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J Environ Manage. 2019 Jun 15;240:518-526. doi: 10.1016/j.jenvman.2019.03.106. Epub 2019 Apr 15.

Environmental impacts of dietary quality improvement in China.

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Department of Earth System Science, Tsinghua University, Beijing, 100048, China.
Department of Geographical Sciences, University of Maryland, College Park, MD, 20742, USA. Electronic address:
Department of Geographical Sciences, University of Maryland, College Park, MD, 20742, USA.
Center for Energy and Environmental Sciences (IVEM), Energy and Sustainability Research Institute Groningen (ESRIG), University of Groningen, Groningen, 9747 AG, the Netherlands; International Institute for Applied Systems Analysis, Schlossplatz 1 - A-2361 Laxenburg, Austria.
Institute for Interdisciplinary Information Sciences, Tsinghua University, Beijing, 100084, China.


Dietary-related risks rank top among all the health risks in many countries. The 2nd United Nations Sustainable Development Goal aims to end hunger, achieve food security and improved nutrition and promote sustainable agriculture. Yet whether improving nutritional quality also benefits the environment is still under-explored, particularly for developing countries. China is an interesting and important case because of its rapidly changing dietary patterns distinct from the western countries studied in the literature, sub-national level heterogeneity, socio-economic characteristics and lifestyles, as well as its considerable population. This paper evaluates greenhouse gas (GHG) emissions, water consumption, and land appropriation resulting from shifting the Chinese population to healthy diets. We quantify the environmental impacts of individual diets using the latest available data of China Health and Nutrition Survey (2011), and compare them with the environmental impacts of suggested healthy dietary patterns in accordance with the 2016 Chinese Dietary Guidelines. If all Chinese would follow healthy diets rather than their current diets revealed in the survey, GHG emissions, water consumption, and land occupation would increase by 7.5% (63.9 Mt CO2e annually), 53.5% (510 billion m3), and 54.2% (1256 billion m2), respectively. Urban and high-income groups have higher diet-related environmental impacts but could achieve less additional environmental impacts when moving to healthier diets. These findings indicate an expense of increased GHG emissions, and consumption of water and land resources in improving health. They also highlight the need to focus on the effects of improved economic conditions and urbanization in reconciling environmental impacts and human nutritional adequacy.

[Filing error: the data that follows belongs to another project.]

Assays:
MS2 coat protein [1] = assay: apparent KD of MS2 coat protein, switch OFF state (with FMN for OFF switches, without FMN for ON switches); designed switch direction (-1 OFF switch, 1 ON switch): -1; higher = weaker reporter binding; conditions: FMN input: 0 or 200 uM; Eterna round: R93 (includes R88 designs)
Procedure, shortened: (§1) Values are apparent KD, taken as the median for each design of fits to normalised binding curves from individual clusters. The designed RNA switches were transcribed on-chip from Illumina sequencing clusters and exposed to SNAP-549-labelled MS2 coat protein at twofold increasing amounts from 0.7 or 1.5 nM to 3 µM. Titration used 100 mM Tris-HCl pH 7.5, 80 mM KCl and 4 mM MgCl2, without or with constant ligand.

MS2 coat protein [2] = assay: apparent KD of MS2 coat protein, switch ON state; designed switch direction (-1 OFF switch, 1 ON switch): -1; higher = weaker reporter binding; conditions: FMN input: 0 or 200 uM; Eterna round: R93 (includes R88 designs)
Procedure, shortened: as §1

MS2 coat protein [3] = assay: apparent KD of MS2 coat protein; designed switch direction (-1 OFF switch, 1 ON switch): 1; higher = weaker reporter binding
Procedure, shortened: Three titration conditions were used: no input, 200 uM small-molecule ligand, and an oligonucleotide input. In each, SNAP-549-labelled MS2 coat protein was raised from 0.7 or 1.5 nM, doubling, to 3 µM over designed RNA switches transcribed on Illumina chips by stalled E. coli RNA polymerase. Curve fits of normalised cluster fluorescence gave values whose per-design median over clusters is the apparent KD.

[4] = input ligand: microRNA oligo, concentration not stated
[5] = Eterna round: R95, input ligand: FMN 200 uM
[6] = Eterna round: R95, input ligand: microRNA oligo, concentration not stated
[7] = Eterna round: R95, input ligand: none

China; Diet change; Land; Malnutrition; Water; greenhouse gases

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